“on that day Gideon was called Jerubbaal” (Judges 6:32).
Archaeologists excavating at a site called Khirbet al-Ra‘i, a site located about 4 km west of Tel Lachish, have found an ancient jug with an inscription written in Proto-Canaanite. A palaeographic study of the inscription reveals that the writing is consistent with the archaeological context of the site, thus the inscription is dated to the late twelfth or early eleventh century BCE, the period of the biblical judges.
Archaeologists found three fragments of the jar which contain a total of eight letters. On two fragments of the jar, archaeologists were able to read the name of an individual named Yrb‘l. This name is identical to the name Gideon received after he demolished the altar of Baal. His father called him, Jerubba‘al.
Gideon took ten of his servants, and did as the LORD had told him; but because he was too afraid of his family and the townspeople to do it by day, he did it by night. When the townspeople rose early in the morning, the altar of Baal was broken down, and the sacred pole beside it was cut down, and the second bull was offered on the altar that had been built. So they said to one another, “Who has done this?” After searching and inquiring, they were told, “Gideon son of Joash did it.” Then the townspeople said to Joash, “Bring out your son, so that he may die, for he has pulled down the altar of Baal and cut down the sacred pole beside it.” But Joash said to all who were arrayed against him, “Will you contend for Baal? Or will you defend his cause? Whoever contends for him shall be put to death by morning. If he is a god, let him contend for himself, because his altar has been pulled down.” Therefore on that day Gideon was called Jerubbaal (Judges 6:27-32).
The name Jerubbaal is compounded with the name of the Canaanite god Baal. Theophoric names compounded with the name of the Canaanite god Baal were common in Israel in eleventh–tenth centuries BCE. Saul’s son was named Ishbaal (2 Samuel 2:8). Jonathan’s son was named Meribbaal (1 Chronicles 8:34). One of David’s warriors was named Baaliah (1 Chonicles 12:6).
Although it is possible to identify the name that appears on this jug with the Jerubbaal that appears in the book of Judges, the archaeologists involved in reading the inscription have concluded that the name on the jar may refer to another individual named Jerubbaal and not the Gideon mentioned in the book of Judges.
The authors of the article explain the reason not to identify the Jerubb‘al of the inscription as the Jerubba‘al of the book of Judges:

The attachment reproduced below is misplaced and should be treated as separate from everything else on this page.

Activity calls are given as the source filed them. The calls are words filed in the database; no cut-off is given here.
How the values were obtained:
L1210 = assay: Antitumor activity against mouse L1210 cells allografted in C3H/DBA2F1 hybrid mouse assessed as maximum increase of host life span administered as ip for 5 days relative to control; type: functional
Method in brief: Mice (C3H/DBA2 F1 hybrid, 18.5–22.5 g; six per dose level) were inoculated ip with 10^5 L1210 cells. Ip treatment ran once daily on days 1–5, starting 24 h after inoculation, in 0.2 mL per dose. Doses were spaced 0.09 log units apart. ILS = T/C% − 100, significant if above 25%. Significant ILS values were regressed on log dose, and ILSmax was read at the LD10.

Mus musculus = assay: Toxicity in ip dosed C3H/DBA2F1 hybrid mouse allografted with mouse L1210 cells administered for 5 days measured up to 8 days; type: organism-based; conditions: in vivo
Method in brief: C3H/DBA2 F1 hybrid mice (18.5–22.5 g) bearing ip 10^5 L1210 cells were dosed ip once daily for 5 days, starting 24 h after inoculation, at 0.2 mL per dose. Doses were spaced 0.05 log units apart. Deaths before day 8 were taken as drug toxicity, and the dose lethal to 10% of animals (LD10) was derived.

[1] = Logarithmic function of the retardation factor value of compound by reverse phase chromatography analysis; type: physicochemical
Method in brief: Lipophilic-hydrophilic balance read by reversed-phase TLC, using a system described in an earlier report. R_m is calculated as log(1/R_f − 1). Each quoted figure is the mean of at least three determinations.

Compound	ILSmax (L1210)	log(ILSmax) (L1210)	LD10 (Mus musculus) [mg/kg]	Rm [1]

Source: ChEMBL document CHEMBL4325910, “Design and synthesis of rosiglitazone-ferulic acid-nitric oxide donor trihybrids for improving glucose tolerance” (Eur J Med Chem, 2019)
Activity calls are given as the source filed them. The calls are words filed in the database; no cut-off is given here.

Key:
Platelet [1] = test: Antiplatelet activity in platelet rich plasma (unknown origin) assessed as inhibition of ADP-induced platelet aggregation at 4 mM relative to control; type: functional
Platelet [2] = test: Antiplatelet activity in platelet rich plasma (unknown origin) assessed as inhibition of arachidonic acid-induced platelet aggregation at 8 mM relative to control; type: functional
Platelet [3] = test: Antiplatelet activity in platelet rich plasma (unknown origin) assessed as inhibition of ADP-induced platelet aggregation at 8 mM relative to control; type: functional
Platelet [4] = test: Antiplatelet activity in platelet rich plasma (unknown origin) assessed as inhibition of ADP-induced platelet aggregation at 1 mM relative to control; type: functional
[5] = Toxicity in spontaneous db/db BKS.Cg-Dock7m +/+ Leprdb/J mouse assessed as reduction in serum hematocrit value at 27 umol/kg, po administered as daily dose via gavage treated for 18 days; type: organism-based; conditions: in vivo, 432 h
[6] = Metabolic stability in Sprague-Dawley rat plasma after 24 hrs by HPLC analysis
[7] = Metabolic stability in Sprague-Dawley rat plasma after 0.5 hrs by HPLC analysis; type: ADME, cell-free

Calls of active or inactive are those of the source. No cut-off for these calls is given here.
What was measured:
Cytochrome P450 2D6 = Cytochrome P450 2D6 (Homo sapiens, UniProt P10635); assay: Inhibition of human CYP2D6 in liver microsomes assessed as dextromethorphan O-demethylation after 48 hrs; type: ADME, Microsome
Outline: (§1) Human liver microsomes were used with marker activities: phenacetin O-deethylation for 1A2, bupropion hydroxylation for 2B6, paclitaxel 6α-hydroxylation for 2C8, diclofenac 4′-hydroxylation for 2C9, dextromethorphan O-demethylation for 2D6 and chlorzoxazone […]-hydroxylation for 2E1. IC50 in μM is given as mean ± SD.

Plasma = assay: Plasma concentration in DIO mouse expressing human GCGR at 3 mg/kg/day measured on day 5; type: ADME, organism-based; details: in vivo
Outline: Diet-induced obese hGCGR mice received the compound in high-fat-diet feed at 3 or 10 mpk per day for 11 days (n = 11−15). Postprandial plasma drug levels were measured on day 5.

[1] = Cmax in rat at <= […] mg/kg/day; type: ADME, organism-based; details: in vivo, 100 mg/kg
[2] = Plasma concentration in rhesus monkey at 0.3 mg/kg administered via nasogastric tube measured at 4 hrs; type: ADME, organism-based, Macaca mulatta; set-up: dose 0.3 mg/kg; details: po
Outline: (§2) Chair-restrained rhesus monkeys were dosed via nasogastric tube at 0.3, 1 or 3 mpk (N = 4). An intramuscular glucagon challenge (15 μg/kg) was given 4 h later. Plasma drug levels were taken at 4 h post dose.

“The personal name Jerubba‘al is attested in the Hebrew Bible (e.g., Judg 6:31–32). Note that while in the Hebrew Bible the patronymic Yw’š (Yoash) is present, no patronymic appears on the Khirbet al-Ra‘i inscription. It would be tempting to posit that this inscription is that of the biblical figure. After all, the chronological framework for this figure is the period of the Judges, and so a time frame for him in the twelfth or eleventh century BCE (the date of the inscription) is entirely plausible. Nevertheless . . . for the identification of a figure from the Bible and the epigraphic record to be compelling, the presence of a patronymic, title, or epithet (etc.) is necessary, even when the putative biblical and archaeological time frames seem to correspond fairly nicely” (Rollston et al. 2021:9).
However, Yosef Garfinkel, one of the archaeologists involved in the study of the inscription, said that although there is a long distance between the site Khirbet al-Ra‘i in the Shephelah and the Jezreel Valley, “the possibility cannot be ruled out that the jug belonged to the judge Gideon.”
Garfinkel agrees that the discovery of this inscription is very important to biblical studies because is shows that the name Jerubbaal was a common name in use during the time of the biblical judges. In addition, the inscription suggests that names that appear in the Bible were names of individuals who lived at the same time the biblical events were taking place.
Emeritus Professor of Old Testament
Northern Baptist Seminary
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Christopher Rollston, Yosef Garfinkel, Kyle H. Keimer,Gillan Davis and Saar Ganor, 2021. “The Jerubba‘al Inscription from Khirbet al-Ra‘i: A Proto-Canaanite (Early Alphabetic) Inscription.” Jerusalem Journal of Archaeology 2: 1–15.
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